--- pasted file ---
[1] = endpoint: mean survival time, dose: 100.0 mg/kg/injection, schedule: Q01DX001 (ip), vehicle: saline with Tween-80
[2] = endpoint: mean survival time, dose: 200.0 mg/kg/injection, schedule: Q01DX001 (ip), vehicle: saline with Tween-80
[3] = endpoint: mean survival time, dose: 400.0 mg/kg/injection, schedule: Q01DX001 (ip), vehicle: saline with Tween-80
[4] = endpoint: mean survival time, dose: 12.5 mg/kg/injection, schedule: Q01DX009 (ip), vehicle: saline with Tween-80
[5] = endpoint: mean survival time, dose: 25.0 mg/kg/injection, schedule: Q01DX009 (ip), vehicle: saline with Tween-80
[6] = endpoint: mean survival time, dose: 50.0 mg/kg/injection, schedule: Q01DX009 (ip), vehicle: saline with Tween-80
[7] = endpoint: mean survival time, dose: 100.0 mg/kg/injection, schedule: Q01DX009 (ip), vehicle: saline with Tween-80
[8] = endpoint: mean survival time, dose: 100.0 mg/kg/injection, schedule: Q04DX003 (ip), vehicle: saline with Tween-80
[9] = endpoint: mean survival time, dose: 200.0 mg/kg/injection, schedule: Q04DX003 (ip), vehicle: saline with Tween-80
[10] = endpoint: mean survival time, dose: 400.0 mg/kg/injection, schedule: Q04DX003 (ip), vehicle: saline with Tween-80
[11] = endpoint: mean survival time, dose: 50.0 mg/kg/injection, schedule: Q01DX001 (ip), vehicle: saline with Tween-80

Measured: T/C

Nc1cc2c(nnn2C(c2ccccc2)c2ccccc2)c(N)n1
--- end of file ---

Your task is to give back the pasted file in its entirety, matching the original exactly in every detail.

[1] = endpoint: mean survival time, dose: 100.0 mg/kg/injection, schedule: Q01DX001 (ip), vehicle: saline with Tween-80
[2] = endpoint: mean survival time, dose: 200.0 mg/kg/injection, schedule: Q01DX001 (ip), vehicle: saline with Tween-80
[3] = endpoint: mean survival time, dose: 400.0 mg/kg/injection, schedule: Q01DX001 (ip), vehicle: saline with Tween-80
[4] = endpoint: mean survival time, dose: 12.5 mg/kg/injection, schedule: Q01DX009 (ip), vehicle: saline with Tween-80
[5] = endpoint: mean survival time, dose: 25.0 mg/kg/injection, schedule: Q01DX009 (ip), vehicle: saline with Tween-80
[6] = endpoint: mean survival time, dose: 50.0 mg/kg/injection, schedule: Q01DX009 (ip), vehicle: saline with Tween-80
[7] = endpoint: mean survival time, dose: 100.0 mg/kg/injection, schedule: Q01DX009 (ip), vehicle: saline with Tween-80
[8] = endpoint: mean survival time, dose: 100.0 mg/kg/injection, schedule: Q04DX003 (ip), vehicle: saline with Tween-80
[9] = endpoint: mean survival time, dose: 200.0 mg/kg/injection, schedule: Q04DX003 (ip), vehicle: saline with Tween-80
[10] = endpoint: mean survival time, dose: 400.0 mg/kg/injection, schedule: Q04DX003 (ip), vehicle: saline with Tween-80
[11] = endpoint: mean survival time, dose: 50.0 mg/kg/injection, schedule: Q01DX001 (ip), vehicle: saline with Tween-80

Measured: T/C

Nc1cc2c(nnn2C(c2ccccc2)c2ccccc2)c(N)n1